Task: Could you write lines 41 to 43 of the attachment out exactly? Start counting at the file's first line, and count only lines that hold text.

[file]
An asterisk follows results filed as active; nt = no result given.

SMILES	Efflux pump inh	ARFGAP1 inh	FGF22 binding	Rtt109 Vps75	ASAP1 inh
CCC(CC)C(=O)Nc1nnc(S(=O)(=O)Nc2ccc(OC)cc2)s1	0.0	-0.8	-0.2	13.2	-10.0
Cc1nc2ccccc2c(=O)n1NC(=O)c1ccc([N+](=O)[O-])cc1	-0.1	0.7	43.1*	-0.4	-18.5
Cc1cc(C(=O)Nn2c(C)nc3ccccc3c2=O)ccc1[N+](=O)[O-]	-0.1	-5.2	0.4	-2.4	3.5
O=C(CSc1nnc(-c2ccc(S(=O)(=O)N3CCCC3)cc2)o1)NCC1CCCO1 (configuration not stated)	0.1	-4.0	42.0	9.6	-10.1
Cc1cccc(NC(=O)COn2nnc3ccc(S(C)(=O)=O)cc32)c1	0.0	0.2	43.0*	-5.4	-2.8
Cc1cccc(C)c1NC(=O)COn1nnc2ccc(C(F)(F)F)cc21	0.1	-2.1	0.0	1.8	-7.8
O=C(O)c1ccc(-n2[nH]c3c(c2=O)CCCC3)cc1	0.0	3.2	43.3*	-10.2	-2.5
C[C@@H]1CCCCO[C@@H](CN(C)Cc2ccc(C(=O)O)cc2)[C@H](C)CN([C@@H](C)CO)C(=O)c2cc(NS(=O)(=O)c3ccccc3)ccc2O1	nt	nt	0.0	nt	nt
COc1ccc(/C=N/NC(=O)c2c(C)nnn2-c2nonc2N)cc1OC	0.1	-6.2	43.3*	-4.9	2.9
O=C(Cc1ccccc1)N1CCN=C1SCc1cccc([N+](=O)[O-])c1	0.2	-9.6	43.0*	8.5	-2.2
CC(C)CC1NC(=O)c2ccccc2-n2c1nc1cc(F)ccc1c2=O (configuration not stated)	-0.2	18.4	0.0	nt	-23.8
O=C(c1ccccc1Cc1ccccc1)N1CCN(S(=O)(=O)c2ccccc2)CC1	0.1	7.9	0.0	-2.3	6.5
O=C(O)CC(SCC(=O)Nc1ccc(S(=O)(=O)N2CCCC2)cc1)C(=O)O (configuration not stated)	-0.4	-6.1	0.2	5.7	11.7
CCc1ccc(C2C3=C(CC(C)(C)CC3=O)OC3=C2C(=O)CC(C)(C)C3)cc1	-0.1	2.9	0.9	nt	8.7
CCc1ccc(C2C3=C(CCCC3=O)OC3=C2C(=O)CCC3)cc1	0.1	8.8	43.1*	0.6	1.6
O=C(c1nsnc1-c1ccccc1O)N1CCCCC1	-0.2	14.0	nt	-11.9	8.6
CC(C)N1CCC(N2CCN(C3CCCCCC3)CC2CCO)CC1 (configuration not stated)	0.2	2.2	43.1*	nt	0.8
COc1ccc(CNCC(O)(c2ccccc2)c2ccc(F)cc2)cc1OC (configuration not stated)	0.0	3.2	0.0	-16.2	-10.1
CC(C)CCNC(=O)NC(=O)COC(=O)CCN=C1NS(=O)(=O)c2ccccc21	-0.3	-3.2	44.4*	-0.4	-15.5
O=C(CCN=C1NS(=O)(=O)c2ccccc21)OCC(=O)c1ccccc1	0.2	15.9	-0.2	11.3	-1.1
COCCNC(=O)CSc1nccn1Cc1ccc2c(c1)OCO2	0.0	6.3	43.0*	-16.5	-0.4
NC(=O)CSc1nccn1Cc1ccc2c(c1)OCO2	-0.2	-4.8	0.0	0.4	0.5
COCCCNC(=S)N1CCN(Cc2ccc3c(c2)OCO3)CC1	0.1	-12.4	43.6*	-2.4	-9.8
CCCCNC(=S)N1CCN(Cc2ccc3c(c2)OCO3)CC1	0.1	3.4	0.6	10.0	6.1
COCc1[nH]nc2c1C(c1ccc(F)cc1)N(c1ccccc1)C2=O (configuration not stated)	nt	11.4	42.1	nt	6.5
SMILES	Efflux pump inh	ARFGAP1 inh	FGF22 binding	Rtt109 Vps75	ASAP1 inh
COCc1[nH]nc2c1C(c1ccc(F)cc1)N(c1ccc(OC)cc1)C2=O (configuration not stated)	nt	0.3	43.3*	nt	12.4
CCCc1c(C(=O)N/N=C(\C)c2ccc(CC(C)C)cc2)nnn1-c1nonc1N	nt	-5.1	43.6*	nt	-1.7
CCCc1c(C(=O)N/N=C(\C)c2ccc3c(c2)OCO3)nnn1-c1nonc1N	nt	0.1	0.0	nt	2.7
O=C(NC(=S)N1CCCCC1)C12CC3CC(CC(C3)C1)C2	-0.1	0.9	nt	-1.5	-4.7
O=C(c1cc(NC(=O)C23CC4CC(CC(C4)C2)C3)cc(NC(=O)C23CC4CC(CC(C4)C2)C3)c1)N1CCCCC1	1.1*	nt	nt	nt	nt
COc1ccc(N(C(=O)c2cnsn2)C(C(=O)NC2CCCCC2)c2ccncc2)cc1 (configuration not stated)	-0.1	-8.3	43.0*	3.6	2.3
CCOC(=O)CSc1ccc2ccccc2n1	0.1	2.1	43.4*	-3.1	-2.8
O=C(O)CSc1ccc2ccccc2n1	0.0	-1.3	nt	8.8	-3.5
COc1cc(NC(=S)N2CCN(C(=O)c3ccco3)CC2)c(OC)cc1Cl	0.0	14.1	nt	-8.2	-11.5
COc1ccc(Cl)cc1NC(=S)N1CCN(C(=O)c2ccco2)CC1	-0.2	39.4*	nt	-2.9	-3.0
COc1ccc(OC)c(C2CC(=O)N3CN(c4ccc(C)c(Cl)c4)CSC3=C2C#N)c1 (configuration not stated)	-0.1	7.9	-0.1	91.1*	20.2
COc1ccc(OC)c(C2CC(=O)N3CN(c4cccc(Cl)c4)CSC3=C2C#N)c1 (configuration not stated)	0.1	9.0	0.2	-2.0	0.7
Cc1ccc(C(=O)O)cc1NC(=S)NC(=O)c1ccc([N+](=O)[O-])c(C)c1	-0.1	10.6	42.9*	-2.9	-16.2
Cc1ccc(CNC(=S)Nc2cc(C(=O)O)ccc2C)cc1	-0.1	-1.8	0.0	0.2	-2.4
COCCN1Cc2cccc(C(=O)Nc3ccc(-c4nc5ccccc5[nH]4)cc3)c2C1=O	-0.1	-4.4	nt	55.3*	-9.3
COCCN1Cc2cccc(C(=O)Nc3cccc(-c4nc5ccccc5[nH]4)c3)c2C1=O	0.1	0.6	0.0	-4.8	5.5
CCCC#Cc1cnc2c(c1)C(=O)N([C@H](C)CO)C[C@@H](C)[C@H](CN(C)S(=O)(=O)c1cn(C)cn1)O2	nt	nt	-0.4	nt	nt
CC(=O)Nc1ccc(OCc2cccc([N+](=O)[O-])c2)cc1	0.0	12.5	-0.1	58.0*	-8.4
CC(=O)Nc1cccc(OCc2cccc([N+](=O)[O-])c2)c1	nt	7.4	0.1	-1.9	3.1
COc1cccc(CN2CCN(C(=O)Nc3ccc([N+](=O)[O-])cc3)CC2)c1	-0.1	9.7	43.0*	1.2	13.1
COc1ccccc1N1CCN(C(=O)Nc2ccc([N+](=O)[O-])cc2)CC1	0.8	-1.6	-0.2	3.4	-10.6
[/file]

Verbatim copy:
Cc1ccc(C(=O)O)cc1NC(=S)NC(=O)c1ccc([N+](=O)[O-])c(C)c1	-0.1	10.6	42.9*	-2.9	-16.2
Cc1ccc(CNC(=S)Nc2cc(C(=O)O)ccc2C)cc1	-0.1	-1.8	0.0	0.2	-2.4
COCCN1Cc2cccc(C(=O)Nc3ccc(-c4nc5ccccc5[nH]4)cc3)c2C1=O	-0.1	-4.4	nt	55.3*	-9.3